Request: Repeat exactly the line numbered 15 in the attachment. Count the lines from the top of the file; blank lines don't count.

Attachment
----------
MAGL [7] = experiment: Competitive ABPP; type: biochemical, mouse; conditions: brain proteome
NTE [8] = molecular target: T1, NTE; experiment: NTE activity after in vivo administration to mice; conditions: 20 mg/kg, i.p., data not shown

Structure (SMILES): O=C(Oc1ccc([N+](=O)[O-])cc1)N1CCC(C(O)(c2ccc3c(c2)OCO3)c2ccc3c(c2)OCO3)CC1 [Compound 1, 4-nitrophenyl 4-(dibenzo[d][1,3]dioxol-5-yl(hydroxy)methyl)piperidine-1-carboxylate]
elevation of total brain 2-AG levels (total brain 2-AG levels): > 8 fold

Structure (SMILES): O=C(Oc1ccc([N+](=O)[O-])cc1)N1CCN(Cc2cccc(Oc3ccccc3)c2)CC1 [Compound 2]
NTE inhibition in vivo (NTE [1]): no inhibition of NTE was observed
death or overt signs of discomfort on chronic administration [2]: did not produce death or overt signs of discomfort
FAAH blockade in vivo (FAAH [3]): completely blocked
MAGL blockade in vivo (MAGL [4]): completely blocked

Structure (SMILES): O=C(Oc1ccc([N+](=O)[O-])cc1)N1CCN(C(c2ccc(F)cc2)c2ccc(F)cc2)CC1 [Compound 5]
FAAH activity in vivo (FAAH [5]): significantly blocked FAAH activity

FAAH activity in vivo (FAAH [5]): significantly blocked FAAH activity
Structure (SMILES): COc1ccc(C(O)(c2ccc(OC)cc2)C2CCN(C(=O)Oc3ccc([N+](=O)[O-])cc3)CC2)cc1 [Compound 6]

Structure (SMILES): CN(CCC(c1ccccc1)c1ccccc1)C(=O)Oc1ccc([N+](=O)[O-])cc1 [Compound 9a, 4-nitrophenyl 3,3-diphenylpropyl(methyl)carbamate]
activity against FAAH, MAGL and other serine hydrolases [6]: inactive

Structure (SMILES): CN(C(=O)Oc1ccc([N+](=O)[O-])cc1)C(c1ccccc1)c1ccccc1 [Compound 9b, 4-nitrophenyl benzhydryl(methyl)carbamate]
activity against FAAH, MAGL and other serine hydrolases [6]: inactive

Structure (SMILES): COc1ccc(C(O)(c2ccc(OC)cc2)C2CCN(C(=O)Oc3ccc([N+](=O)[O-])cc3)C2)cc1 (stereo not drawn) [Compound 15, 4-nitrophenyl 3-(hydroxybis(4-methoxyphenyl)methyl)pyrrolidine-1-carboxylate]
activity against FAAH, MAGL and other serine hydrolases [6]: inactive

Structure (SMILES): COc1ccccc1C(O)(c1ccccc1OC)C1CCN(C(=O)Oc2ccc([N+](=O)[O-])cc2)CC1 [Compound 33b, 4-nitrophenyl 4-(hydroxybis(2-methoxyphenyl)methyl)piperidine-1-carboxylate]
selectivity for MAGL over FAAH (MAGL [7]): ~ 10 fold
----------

activity against FAAH, MAGL and other serine hydrolases [6]: inactive